Did you catch the latest employment news this week for Canada? Loblaw’s is laying off 500 Office workers but no worries since Loblaw’s intends to hire even more workers in the coming year than it is laying off today – yeah, really. CBC
Loblaw Companies Ltd. has begun laying off 500 people from offices across the country, even as the company says it plans to add jobs later this year."As part of a broad cost-control effort we have begun eliminating corporate office roles, including various executives, members of management and colleagues at all levels," spokesperson Kevin Groh said in a statement, adding that the move will have "no effect on hourly store jobs." …"We will continue to invest and we will be a net job creator again this year," Groh said.
What annoys me is how those who are opponents of raising the minimum wage in Ontario use this type of corporate action to beat supporters who favour the coming rise in minimum wages, but it’s a twig and not a cudgel. These were office workers and not minimum wage retail workers; they have skills and experience and probably make well over the minimum wage and who were received benefits and corporate pensions contributions.
And ironically, no one has questioned Loblaw’s - as to how it is possible to be a ‘net job creator’ (for this year no less) – if they are laying off 500 skilled and experienced employees in the here and now. In the past, when you saw thousands or hundreds of workers laid off you saw a company that was significantly downgrading their operations but Loblaw’s isn’t doing that. No one keeps 500 superfluous office workers hanging around without work – well, all except Loblaw’s - if they are to be believed. If I was a young and hungry litigator starting out I would be using social media to reach out to many of those laid off workers who were in striking distance of ‘retirement’ age. But I digress.
On the face of it, the Loblaw’s announcement defies logic.
That is, unless you take a detailed look at current Canadian corporate employment strategy. Offshore as much of your operation to overseas workers and for those positions which cannot be off-shored; hire local contract temporary workers from a temporary agency. In fact, it is far cheaper to hire contract temporary workers and pay an agency fee than to hire permanent workers. Companies have no holiday pay, benefits or pension benefits to pay out with contract temporary workers and there are no time limits beyond the ‘contract’ period which can be renewed indefinitely and at the same rate. Also, it is the temporary agency which assumes the majority of liability for workman’s compensation should a claim arise – a not so inconsiderable cost saving.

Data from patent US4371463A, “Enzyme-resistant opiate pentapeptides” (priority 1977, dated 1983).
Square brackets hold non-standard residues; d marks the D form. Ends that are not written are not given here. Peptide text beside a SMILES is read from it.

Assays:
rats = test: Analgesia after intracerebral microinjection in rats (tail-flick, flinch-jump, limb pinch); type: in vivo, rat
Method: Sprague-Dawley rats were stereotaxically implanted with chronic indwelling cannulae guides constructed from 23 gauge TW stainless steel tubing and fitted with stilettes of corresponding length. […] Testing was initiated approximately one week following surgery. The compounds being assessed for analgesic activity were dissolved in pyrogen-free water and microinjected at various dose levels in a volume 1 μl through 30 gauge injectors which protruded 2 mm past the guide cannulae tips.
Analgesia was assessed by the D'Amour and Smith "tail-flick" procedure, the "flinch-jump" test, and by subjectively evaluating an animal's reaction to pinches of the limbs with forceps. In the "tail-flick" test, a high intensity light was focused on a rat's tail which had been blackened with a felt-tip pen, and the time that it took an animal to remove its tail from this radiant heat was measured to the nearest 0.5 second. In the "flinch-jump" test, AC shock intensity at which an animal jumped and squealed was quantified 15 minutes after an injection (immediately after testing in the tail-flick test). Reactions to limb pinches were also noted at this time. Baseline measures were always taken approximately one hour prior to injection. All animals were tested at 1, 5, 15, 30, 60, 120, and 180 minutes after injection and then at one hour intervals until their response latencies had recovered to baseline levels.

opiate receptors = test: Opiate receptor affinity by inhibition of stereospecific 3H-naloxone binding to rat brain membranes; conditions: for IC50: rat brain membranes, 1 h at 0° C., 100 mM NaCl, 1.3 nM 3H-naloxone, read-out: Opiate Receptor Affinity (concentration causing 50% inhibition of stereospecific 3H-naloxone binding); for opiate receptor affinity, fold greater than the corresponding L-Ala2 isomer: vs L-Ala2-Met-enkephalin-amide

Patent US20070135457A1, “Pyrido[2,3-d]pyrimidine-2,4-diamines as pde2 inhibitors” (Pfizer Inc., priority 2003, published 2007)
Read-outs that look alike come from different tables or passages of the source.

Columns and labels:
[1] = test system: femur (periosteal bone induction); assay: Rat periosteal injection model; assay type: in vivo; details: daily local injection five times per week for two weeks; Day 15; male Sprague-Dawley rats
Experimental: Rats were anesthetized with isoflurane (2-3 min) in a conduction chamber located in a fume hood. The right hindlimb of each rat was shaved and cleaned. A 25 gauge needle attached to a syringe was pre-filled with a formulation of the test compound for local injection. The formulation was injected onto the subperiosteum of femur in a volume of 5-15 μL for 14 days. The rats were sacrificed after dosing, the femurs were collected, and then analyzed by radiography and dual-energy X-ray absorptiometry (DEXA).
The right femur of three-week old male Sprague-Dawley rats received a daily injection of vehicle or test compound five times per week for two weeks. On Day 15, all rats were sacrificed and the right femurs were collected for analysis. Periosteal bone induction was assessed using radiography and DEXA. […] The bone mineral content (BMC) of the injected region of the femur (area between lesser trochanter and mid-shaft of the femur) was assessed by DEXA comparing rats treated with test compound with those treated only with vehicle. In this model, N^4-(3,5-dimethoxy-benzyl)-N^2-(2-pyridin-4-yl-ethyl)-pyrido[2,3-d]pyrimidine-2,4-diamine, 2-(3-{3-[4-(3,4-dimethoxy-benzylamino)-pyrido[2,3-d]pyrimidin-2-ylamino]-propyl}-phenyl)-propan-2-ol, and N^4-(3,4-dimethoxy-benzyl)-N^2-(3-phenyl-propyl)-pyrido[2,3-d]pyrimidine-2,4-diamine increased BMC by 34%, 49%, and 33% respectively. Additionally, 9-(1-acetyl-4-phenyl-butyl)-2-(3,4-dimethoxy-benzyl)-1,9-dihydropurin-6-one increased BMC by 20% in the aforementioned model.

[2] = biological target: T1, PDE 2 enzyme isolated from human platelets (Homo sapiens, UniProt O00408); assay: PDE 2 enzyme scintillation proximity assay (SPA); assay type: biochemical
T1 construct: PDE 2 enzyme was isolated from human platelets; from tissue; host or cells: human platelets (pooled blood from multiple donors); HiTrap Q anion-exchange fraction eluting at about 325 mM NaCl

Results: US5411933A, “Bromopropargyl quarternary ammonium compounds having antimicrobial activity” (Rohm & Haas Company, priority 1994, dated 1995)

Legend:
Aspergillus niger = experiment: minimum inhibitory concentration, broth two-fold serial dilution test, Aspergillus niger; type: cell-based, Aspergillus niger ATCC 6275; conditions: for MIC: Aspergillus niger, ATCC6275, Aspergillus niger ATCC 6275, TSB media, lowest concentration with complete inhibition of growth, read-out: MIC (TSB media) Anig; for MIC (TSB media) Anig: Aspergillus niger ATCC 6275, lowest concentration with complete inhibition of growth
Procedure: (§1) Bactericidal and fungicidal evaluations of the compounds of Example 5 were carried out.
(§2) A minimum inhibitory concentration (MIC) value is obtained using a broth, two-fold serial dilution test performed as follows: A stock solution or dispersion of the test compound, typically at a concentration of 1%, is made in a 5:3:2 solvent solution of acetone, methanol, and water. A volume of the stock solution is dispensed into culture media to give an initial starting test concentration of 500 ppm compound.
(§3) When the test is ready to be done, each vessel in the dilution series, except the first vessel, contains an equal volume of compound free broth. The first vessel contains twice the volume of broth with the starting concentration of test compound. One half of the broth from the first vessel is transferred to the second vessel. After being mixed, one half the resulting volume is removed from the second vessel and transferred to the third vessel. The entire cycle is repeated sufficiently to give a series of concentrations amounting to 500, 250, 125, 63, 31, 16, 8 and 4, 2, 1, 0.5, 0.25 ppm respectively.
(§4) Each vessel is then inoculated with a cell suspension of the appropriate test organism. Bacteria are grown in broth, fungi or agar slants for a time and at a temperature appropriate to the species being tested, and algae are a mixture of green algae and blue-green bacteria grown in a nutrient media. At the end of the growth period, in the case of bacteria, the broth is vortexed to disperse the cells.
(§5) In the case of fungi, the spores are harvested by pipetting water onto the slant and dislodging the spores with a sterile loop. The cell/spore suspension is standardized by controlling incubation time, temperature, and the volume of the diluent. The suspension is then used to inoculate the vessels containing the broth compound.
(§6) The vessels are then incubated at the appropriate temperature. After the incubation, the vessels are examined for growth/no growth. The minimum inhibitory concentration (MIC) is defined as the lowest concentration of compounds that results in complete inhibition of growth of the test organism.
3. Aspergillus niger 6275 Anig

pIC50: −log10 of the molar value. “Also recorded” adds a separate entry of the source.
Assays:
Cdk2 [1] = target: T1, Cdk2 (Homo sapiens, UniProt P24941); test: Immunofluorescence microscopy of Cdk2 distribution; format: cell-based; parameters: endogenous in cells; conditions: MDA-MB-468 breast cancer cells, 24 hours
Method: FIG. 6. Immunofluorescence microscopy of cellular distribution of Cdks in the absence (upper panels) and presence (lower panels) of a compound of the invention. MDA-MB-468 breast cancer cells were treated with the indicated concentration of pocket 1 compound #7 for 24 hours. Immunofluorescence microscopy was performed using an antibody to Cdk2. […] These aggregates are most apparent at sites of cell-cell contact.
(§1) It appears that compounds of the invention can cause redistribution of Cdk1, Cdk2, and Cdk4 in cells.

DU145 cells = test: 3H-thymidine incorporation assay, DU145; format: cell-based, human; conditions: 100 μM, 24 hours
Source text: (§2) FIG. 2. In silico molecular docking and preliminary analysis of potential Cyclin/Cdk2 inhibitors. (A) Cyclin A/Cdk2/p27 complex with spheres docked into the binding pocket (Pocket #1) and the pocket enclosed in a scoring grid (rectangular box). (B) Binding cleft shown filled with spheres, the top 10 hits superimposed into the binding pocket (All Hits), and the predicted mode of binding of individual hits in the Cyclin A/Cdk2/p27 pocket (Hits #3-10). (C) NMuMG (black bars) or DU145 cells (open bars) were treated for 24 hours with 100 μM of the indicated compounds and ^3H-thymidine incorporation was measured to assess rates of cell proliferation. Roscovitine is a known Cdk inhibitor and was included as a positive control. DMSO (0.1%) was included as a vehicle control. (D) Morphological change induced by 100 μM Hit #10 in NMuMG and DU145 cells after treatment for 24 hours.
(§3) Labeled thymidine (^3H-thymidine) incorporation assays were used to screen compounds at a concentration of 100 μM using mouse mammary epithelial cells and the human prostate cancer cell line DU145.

It’s win-win for situation for all corporate companies operating in Canada, and they are all doing it. From manufacturing to fisheries, to insurance and banking, communication companies to grocers. Our labour laws are so woefully out of date to protect Canadian workers from our homegrown Crony capitalists who literally do nothing but lay awake at night coming up with new ways to game the system.
And if you think anyone in the professional political class will protect you one day from the widespread corporate exploitation of Canadian workers, think again. The Conservative party is the party of Crony Capitalism, and has fine tuned crafting laws to help ease off-shoring and the rise of temporary agencies. The Greens are too busy policing what is in your garbage can and what light bulbs you use. The NDP is too busy fighting the last millennium issues or promoting ‘open borders’ and economic rights of migrants regardless of how it depresses wages for millions of ordinary working class Canadians. And the Liberals, well Moneybags Morneau even went so far as to warn young workers to get use to the new ‘reality’.
Welcome to the new Feudal age.